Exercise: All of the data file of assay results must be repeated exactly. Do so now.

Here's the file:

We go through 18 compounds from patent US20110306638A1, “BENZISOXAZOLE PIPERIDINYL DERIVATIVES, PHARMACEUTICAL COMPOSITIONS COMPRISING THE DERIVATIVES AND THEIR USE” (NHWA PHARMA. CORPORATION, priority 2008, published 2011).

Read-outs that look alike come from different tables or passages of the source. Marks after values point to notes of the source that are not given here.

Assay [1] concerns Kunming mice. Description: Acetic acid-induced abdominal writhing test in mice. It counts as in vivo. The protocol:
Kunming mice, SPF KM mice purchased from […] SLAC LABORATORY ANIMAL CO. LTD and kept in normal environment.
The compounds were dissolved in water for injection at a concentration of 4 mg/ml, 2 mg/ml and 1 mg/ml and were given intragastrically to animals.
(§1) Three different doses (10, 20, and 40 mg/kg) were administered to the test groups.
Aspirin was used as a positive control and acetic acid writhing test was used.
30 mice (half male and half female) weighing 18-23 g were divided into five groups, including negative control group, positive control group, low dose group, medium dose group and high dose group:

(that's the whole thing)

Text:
We go through 18 compounds from patent US20110306638A1, “BENZISOXAZOLE PIPERIDINYL DERIVATIVES, PHARMACEUTICAL COMPOSITIONS COMPRISING THE DERIVATIVES AND THEIR USE” (NHWA PHARMA. CORPORATION, priority 2008, published 2011).

Read-outs that look alike come from different tables or passages of the source. Marks after values point to notes of the source that are not given here.

Assay [1] concerns Kunming mice. Description: Acetic acid-induced abdominal writhing test in mice. It counts as in vivo. The protocol:
Kunming mice, SPF KM mice purchased from […] SLAC LABORATORY ANIMAL CO. LTD and kept in normal environment.
The compounds were dissolved in water for injection at a concentration of 4 mg/ml, 2 mg/ml and 1 mg/ml and were given intragastrically to animals.
(§1) Three different doses (10, 20, and 40 mg/kg) were administered to the test groups.
Aspirin was used as a positive control and acetic acid writhing test was used.
30 mice (half male and half female) weighing 18-23 g were divided into five groups, including negative control group, positive control group, low dose group, medium dose group and high dose group: